But it would take another few years, some soul-searching and a life-changing trip to Cuba before Schrubbe embraced a new style of dance that would teach her to love the art and herself again.
In college, Schrubbe edited the College of Charleston’s newspaper, formerly known as the George Street Observer, and worked as a freelance writer on the side, all with the goal of becoming a full-time travel and tourism journalist.
In 2012, her last semester of college, that path led her to an independent study abroad program in Cuba. She wrote for a blog several times a week and was paid by magazines back in the United States to pen articles about her experiences.
She loved the country so much, and a man she met while traveling, that after the program, she went home to finish up classes and then went straight back to Cuba by the end of the year.
She worked as a tour guide for a few months, because it was one of the only legal paths back into the country at the time. But soon after returning, the romance fizzled out, and she realized it was a lot more fun to be a visitor in the country instead of a resident. She moved back to Charleston in 2013.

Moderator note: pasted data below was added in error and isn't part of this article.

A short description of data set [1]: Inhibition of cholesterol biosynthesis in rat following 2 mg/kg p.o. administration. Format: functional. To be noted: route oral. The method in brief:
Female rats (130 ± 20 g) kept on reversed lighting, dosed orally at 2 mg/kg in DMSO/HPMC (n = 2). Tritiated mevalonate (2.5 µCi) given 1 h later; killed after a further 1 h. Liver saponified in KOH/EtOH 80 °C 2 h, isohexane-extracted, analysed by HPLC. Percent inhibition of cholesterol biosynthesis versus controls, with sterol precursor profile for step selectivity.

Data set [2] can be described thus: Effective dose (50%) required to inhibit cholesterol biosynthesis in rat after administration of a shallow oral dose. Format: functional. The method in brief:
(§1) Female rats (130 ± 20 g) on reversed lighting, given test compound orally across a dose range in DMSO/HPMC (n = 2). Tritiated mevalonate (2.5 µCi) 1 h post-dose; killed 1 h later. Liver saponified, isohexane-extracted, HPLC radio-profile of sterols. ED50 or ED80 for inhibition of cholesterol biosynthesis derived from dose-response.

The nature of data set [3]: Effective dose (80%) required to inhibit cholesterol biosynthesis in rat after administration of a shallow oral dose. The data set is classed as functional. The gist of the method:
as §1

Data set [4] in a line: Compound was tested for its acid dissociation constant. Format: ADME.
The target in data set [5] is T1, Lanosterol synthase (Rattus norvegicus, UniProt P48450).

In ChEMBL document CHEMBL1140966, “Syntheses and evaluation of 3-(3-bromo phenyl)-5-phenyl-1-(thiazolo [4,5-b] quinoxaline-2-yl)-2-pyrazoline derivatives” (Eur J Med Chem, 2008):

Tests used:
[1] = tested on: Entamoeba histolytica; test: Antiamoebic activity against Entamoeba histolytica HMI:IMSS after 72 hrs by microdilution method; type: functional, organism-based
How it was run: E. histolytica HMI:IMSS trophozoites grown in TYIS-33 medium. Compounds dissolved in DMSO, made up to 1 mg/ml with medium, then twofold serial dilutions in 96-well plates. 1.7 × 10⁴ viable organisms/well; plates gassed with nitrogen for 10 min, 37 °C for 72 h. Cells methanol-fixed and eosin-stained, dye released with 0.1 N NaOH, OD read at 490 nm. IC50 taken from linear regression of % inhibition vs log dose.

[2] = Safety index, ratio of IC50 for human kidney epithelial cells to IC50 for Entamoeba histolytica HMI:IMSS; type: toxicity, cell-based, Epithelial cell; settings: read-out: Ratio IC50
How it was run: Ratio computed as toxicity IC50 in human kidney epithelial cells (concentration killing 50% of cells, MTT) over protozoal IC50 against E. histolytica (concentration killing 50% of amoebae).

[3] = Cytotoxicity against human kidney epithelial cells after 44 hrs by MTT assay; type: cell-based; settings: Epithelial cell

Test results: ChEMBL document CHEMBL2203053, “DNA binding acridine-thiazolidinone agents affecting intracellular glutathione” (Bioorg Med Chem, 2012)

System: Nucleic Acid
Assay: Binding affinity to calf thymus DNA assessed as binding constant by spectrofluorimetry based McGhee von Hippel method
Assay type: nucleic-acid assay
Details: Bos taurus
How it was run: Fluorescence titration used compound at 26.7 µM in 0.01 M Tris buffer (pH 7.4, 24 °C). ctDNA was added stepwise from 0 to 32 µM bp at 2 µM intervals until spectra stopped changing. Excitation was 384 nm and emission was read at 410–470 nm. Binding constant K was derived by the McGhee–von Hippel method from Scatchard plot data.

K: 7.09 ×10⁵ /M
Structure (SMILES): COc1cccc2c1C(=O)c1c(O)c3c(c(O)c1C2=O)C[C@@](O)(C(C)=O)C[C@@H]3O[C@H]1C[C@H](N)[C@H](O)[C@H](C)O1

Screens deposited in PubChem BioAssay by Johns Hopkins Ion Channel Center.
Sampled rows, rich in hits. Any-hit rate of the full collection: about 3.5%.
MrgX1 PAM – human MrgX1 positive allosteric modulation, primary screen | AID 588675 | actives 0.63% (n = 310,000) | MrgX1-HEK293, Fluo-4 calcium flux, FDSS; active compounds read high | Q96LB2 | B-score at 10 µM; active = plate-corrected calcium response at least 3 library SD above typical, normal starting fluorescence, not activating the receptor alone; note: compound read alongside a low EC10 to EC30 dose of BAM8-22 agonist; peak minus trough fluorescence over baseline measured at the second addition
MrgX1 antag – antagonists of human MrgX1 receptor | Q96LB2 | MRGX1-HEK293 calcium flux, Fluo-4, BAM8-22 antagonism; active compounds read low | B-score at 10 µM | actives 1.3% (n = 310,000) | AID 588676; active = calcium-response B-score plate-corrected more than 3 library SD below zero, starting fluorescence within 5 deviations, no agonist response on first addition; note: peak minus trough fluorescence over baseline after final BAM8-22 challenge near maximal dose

What she learned in Cuba, however, was perhaps the most valuable lesson of her life.
“You could go to a club or a bar, and somebody would be playing amazing live music, and the entire place would be dancing. ... It didn’t matter what your experience level was; it was just about dancing and moving and having a good time,” she said. “That’s one of the things that influenced me most. There was such a lack of inhibition around dancing.”
Little did she know, in less than two years, her life would revolve around bringing that concept to Charleston.
Back in the Lowcountry, Schrubbe started getting more interested in social dancing after going to salsa night at VooDoo, a bar in West Ashley that booked live Latin music every Sunday up until about a month ago.